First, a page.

When I got back to New York, I was really devastated. But what kept nagging at me was thinking about the people I had talked to. There were dozens of them who, when I talked to them, their views were very different than what I as a liberal or progressive believed. The way we would approach people when we did our get out the vote operation, we’d say, “Are you gonna vote?” And if they said yes, we’d say, “Alright, do you consider yourself a progressive voter?” That was our line. And al, they would always say yes, cause we’d profile them on how they looked. And I remember going up to this gay couple. I said, “Are you, are you progressive voters?” And they looked at each other and they said, “No, I, I wouldn’t say so. I’m concerned about the government having too much control over my life and, to be honest in the bedroom.” And in my mind, I always thought, “Well, someone who’s gay, if they’re voting conservative, they’re voting against their best interests, but the way they saw it was, no, we’re actually voting for our interests. We believe less government is less intrusive. And I thought back to those people, and I just thought, why don’t they understand that they’re voting against their best interests? And it was frustration, and then, I had this moment where I just thought, maybe they’re right. Maybe there’s something bigger here that I’m not noticing, that I’m not seeing. And I remember like really going back and talking to some of my friends when I got back from Ohio after the election, and just saying, you know I, I’m really starting to think the Republicans are onto something.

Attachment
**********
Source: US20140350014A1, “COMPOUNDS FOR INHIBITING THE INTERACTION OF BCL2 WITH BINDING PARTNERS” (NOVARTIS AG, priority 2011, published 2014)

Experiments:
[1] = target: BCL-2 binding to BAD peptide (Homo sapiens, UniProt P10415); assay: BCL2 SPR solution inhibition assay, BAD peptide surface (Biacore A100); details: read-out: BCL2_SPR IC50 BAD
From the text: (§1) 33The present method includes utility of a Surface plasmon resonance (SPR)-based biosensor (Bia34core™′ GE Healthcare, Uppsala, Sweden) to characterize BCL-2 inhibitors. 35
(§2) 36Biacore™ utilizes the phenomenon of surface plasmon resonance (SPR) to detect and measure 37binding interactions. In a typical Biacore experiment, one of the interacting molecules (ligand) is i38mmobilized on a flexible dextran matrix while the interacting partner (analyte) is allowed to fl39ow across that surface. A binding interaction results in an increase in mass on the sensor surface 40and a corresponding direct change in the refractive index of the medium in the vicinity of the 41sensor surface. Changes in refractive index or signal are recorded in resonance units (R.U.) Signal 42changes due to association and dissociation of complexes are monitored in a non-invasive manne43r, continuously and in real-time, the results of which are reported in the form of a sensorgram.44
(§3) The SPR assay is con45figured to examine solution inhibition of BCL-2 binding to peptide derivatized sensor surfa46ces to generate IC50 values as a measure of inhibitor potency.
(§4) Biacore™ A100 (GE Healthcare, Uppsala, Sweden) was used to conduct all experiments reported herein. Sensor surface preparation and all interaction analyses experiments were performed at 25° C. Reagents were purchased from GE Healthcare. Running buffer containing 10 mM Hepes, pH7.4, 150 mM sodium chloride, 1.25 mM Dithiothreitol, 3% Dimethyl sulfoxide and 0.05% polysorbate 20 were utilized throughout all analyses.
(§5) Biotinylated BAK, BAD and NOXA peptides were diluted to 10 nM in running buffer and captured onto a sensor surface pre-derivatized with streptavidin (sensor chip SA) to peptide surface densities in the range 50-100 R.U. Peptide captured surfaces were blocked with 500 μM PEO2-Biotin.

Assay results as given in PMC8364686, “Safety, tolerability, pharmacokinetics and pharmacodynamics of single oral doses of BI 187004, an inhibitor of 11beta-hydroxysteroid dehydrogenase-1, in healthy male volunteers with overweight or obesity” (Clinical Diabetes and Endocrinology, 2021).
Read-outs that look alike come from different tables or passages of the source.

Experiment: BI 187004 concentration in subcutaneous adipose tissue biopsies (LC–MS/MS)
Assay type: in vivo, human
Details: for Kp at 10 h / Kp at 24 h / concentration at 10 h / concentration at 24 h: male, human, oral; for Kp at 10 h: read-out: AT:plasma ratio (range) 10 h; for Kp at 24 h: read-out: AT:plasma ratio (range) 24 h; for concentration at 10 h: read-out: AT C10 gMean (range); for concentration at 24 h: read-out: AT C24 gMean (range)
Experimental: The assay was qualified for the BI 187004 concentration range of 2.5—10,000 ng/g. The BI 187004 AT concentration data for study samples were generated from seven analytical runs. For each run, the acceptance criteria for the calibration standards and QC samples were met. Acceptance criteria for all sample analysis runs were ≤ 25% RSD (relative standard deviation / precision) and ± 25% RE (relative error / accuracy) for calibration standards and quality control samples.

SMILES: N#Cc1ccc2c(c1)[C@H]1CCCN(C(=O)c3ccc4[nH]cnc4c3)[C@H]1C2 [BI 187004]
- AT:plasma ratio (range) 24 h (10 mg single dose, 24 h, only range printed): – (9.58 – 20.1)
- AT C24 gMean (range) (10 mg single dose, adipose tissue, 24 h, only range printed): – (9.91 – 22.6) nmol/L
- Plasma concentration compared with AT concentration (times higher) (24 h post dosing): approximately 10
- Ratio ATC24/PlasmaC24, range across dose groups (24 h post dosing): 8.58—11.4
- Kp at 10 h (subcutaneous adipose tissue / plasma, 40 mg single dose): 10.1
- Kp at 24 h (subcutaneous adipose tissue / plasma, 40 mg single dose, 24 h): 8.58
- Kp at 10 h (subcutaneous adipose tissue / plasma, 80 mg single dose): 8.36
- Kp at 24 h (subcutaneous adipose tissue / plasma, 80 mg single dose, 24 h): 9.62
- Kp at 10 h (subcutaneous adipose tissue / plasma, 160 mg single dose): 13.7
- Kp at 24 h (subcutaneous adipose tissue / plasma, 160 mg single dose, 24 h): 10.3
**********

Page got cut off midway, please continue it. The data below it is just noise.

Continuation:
I’m a carpenter, I use tools all the time. I’m installing a door, and I’m using a certain device to make sure that the jamb is plumb and level, and it keeps coming out wrong. And then someone introduces me to a different device that works completely differently, but the result is the same result as what I was trying to set out to achieve in the first place. I’m going to go with the new device, I’m going to use the new tool. I would listen to these conservative radio shows while I was working. I had a studio in TriBeCa. I would be there alone at night. It was the only time I could do it when no one else was listening, cause it was important that no one else heard.